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Regional News of Tuesday, 31 August 2021

Source: GNA

200 communities in Oti freed from open defecation

Participants at a closeout meeting of Non-Governmental Global Communities in Dambai Participants at a closeout meeting of Non-Governmental Global Communities in Dambai

USAID’s five-year Water Sanitation and Hygiene for Health (W4H) project is folding up in the Oti Region after it helped more than 220 communities to achieve open defecation free status.

Non-Governmental Global Communities implemented the project from 2015 in the Nkwanta South Municipality, the Nkwanta North District and the Krachi East Municipality.

The NGO with the support of a trained network of leaders helped to effect behavioural change in sanitation, leading to the extension of the project for a year.

The leaders led an effort to increase household latrine access and helped construct thousands of latrines during the project, which ends in September 2021.

Major partners in behavioural change, including the Environmental Health, Community Development and Education services were trained and supported in behavioural change communication while over 1000 girls and their parents were educated on menstrual health management.

In the area of safe water access, the WASH for Health project distributed close to a hundred water supply systems within the three districts and municipalities, a multi-million dollar undertaking that provided safe water to schools and health centres.

The NGO, at a closeout meeting in Dambai, reported a total of 227 ODF communities and a total of 7,377 household latrines constructed in the project districts.

A total of 40 institutional latrines and water facilities were constructed for schools and health facilities in the implementing districts.

Global Communities became the only NGO operating in the WASH sector in the Nkwanta North Municipality and succeeded in sending 87 percent of communities there to ODF statuses.

The successes resulted in an exponential rise in the rankings of the beneficiary districts on the national ODF league table.

Mr James Lomotey, the Regional Coordinator for the project, said many gains were achieved and urged the communities to make the most of the behaviour change interventions, which remained tied to the achievements of the Sustainable Development Goals (SDGs).

He maintained that local leadership support was the major challenge to behaviour change but said things improved throughout the project.

“I believe that if these gains are sustained we should be able to get a lot from the Oti Region as a whole,” Mr Lomotey said, adding that the project delivered enough technical support to the necessary stakeholder units.

“The various communities have done so well and they are commended for all that they’ve done for themselves, seeing the need to improve safe disposal of animal and human faeces, to sustain handwashing behaviour, especially in this covid era and also properly storing and retrieving their drinking water.

“They should sustain all these. Challenges would come, but I believe that with all that they are doing, they will be able to sustain these behaviours in their households and even to extend it to other communities that have not been able to benefit from the project,” the Coordinator stated.

Mr Andrew Nawil, Oti Regional Coordinating Director, said the Region had long suffered neglect and, therefore, appreciated the help of Global Communities and the USAID.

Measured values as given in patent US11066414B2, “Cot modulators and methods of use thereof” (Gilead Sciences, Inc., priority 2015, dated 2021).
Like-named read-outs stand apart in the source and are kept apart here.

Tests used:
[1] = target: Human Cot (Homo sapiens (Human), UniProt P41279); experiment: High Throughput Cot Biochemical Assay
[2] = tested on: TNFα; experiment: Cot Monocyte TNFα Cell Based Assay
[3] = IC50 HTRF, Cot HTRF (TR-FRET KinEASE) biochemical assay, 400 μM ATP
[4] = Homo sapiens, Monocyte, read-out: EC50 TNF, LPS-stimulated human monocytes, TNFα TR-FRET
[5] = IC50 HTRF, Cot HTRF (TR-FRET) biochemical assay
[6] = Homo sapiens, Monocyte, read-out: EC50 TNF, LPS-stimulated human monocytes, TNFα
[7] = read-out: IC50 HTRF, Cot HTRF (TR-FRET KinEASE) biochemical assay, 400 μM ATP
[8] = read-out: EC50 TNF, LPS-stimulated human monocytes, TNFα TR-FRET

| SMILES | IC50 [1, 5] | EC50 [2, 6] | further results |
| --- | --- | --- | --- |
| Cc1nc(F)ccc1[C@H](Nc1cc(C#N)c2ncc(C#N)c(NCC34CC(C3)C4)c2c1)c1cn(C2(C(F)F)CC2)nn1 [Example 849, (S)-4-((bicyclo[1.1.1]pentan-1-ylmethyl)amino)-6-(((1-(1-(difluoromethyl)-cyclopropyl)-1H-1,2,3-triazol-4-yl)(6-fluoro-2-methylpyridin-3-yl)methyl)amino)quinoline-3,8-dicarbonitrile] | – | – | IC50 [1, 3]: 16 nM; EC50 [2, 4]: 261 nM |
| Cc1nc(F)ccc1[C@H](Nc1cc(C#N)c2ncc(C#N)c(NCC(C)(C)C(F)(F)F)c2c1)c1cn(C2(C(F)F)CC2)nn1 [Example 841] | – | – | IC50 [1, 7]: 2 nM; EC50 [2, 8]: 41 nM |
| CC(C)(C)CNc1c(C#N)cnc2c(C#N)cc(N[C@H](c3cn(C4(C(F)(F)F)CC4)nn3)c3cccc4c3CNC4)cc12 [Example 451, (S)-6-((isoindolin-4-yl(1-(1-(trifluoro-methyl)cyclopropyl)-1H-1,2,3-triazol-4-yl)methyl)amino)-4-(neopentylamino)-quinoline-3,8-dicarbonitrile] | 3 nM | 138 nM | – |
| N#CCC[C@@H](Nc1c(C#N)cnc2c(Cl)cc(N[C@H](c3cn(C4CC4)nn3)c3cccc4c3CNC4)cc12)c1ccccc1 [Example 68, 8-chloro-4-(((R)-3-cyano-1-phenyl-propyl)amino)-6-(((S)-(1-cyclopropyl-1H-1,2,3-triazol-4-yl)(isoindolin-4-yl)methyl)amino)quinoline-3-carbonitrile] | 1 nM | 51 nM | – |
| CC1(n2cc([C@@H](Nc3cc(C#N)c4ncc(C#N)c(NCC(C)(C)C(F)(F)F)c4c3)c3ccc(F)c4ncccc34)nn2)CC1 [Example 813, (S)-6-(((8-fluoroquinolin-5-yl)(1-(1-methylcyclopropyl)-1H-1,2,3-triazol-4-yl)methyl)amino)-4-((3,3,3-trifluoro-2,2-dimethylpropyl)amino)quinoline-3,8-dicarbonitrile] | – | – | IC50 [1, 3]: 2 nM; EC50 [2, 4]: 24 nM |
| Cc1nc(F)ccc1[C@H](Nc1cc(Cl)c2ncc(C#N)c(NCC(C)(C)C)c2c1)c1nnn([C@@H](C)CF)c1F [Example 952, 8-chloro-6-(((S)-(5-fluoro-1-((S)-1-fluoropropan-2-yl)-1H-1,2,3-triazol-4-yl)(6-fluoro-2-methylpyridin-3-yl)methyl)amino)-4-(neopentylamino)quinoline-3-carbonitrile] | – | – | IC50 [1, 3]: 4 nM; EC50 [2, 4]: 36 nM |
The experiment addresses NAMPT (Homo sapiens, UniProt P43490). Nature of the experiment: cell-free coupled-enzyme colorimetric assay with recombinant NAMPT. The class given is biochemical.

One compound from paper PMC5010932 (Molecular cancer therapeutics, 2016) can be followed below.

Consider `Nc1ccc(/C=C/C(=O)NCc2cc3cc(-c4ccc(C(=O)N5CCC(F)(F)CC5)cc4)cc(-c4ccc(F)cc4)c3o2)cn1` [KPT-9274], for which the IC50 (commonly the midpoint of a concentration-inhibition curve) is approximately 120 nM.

He said water and sanitation persisted as the main challenge facing the Region, leading to a rise in typhoid cases, management of which had been a daunting situation for the Assemblies.

“Having Global Communities partnering with the USAID to operate in three districts in our Region is a welcome gesture and we want to extend our gratitude to these partner agencies for doing a yeo man’s job to help minimize problems of sanitation in the Region.

“I also want to express our gratitude to the communities within which these agencies have operated for the utmost support. Looking at the achievements that have been made within these five years of operation, I must say that the Region has come a long way.

“Although we still have a lot of incidence of sanitation-related problems in the Region, I believe the agencies setting this in motion would encourage the communities to take the mantle on their own to address the issues of sanitation to improve their lives and living standards,” Mr Nawil said.

The Coordinating Director appealed for island communities to also be made beneficiaries of the project, saying they faced “disgusting sanitation situations”.

“Our main challenge has been sanitation and the issues of sanitation are so damning and are a major challenge that must be addressed.

“Typhoid is the most prevalent disease in the Municipality. Almost everyone entering for the first time is welcomed by typhoid. Our water is very bad.

Sybil Boison, Regional Environmental Health Officer, said districts not added to the just-ended project continued to fallow in sanitation-related challenges and that collaboration with partners such as the NGO in those areas was crucial.

She said the Environmental Health Department would keep the beneficiary communities within the ODF success bracket.

Stakeholders at the closeout meeting appealed for a focus on island communities.

Citations were awarded to individuals and entities with exceptional commitment to the project.

Global Communities has so far reached 35 Municipalities and Districts across 10 Regions with the WASH for Health project, which involved over 1,700 communities.

Its sustainability approach facilitated affordable household latrine construction that leveraged a partnership with major material producers, and also introduced innovative latrine technologies.

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